Credit: File photo

Montgomery County would pay an additional $263 million for public schools by 2030 under funding proposals announced by a state panel tasked with improving Maryland schools.

A work group connected to the Kirwan Commission on Tuesday announced its proposal, totaling more than $4 billion annually, to increase teachers’ salaries, provide more counselors and increase access to early childhood education across the state.

The Kirwan Commission — named after its chairman, William E. “Brit” Kirwan, a former University System of Maryland chancellor — has been meeting frequently since 2016 to create education policy changes to increase student success.

The funding plan as announced would task Montgomery County with providing $262.7 million more per year for schools — an increase of 14 percent — by fiscal year 2030. By the same year, the state would need to provide an additional $234.8 million, for a total increase in annual spending on Montgomery County schools of $497.5 million.

Overall, for the $4 billion more in overall spending, the state would provide $2.8 billion and the local governments would provide $1.2 billion, according to the proposal. Funding increases would be phased until it reached that level. Local governments would pay in starting in fiscal year 2022.

The full commission will review the funding recommendations at future meetings before making a final recommendation to Gov. Larry Hogan and state lawmakers.


The proposal does not say how the state and each local government should pay for the increased spending. Council President Nancy Navarro said Montgomery County would have to take a hard look at its budget to determine how the proposal would affect current spending and where the additional $263 million could be raised.

But it would still be “premature,” she added, for any public official to make a definitive comment on the proposal. The funding levels still need to be adopted by the full Kirwan Commission, passed through the state legislature, and approved by Hogan, who opposed the plan Tuesday afternoon.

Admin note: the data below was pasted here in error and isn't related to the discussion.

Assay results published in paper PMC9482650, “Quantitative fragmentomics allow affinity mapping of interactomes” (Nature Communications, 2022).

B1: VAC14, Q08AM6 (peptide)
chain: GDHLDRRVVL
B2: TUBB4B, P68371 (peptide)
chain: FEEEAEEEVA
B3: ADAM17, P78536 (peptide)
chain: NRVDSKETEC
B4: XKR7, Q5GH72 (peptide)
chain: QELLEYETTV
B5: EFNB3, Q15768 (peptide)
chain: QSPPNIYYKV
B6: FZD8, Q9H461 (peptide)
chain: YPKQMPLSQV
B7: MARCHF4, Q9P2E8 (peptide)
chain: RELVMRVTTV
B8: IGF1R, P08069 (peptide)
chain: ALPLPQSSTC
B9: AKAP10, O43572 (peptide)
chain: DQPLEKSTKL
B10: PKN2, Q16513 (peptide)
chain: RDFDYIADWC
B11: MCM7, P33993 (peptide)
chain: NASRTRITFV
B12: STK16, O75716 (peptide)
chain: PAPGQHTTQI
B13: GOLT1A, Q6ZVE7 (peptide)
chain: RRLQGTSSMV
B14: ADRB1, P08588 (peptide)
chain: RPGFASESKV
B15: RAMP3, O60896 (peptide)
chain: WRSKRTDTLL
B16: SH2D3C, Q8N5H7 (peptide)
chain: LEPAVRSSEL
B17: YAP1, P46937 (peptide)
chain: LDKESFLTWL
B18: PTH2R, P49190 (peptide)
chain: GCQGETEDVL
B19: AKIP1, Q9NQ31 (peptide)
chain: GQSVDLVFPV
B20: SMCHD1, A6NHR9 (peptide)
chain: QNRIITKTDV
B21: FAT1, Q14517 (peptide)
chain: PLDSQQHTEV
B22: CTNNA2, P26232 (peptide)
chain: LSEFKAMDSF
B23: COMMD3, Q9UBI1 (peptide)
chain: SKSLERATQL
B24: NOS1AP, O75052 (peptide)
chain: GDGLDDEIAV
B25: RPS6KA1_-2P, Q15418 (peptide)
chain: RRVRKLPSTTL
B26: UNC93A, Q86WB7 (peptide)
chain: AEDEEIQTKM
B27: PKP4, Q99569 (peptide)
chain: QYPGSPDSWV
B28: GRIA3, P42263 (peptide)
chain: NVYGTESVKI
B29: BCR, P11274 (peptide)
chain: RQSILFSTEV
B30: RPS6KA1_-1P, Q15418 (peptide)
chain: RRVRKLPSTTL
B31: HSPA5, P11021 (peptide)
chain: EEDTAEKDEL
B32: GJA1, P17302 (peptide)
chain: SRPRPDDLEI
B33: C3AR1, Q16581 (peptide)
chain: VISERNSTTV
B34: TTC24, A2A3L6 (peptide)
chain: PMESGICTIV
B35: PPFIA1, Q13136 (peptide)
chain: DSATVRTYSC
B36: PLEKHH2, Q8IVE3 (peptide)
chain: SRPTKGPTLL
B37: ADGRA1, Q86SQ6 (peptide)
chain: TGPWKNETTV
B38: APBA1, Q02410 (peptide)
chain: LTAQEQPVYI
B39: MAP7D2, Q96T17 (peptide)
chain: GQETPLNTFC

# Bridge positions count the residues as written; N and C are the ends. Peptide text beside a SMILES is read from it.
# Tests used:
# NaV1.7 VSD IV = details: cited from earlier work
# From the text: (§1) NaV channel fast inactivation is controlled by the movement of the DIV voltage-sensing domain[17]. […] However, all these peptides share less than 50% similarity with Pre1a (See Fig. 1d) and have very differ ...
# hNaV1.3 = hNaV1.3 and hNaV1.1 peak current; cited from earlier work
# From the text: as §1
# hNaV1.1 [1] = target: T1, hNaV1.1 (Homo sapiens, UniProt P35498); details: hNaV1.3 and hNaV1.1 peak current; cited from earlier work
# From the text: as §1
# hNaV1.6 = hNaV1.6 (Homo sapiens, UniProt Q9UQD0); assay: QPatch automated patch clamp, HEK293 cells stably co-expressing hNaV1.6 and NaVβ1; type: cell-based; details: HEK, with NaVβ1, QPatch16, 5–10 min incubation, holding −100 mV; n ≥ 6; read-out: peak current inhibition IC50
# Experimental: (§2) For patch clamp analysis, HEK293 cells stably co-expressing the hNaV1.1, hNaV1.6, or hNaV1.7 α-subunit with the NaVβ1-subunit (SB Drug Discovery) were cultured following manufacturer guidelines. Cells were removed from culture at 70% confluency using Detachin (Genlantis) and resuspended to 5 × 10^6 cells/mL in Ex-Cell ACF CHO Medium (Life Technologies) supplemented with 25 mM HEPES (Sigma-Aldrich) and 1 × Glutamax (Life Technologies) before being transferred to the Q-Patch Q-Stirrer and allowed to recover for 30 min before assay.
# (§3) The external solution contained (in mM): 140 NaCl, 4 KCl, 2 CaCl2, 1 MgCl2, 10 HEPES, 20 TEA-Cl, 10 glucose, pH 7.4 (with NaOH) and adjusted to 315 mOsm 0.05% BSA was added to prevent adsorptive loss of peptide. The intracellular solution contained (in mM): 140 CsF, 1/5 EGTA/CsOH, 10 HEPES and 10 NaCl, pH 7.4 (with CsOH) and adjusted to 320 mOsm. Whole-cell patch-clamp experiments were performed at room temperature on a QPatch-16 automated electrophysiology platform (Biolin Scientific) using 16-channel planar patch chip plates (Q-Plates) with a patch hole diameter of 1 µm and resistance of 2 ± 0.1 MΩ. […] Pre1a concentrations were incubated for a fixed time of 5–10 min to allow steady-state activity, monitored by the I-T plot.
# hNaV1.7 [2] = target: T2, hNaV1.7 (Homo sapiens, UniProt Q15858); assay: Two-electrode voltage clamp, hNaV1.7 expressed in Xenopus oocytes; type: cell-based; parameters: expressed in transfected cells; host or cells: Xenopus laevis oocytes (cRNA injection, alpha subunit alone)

It’s also unclear if the commission will consider independent efforts by local governments to increase educational spending, Navarro added. In March, Montgomery County allocated an additional $7 million for early childhood education with the goal of expanding preschool and child care access. It’s possible that $7 million could be subtracted from the additional spending suggested by the Kirwan work group.


“I’m trying to make sure there’s flexibility — that they take into consideration what counties are already doing if it aligns with the commission’s goals,” Navarro said.

Council Member Craig Rice is a member of Kirwan Commission and has been advocating on behalf of Montgomery County, she added.

County Executive Marc Elrich said his office planned to brief him on the details of the plan Wednesday afternoon. But the figures released Tuesday were lower than initial estimates, he said, and the county already planned to increase school funding over the next several years.


“It’s not as crazy as I thought,” Elrich said. “And I understand that other counties have a much heavier load to bear.”

Montgomery County Public Schools’ budget this year is $2.66 billion.

Some counties would not have to pay anything extra or only slightly more, according to the proposal. They include nearby Howard and Charles counties, which would pay no additional money under the plan.


But neighboring Prince George’s County would have to spend almost $100 million more per year than Montgomery County, according to figures released by the work group.

State money phased in during this fiscal year and the next four would go to college and career readiness, teacher supplies, teachers’ salaries, special education, pre-kindergarten, mental health coordinators and other areas.

In a statement Tuesday afternoon, Hogan said “the Kirwan Tax Hike Commission is hellbent on spending billions more than we can afford, and legislators are refusing to come clean about where the money is going to come from.


“Even after more than three years of meetings, there is still no clear plan whatsoever for how either the state or the counties will pay this massive price tag.”

Managing Editor Andrew Schotz and staff writer Kate Masters contributed to this story.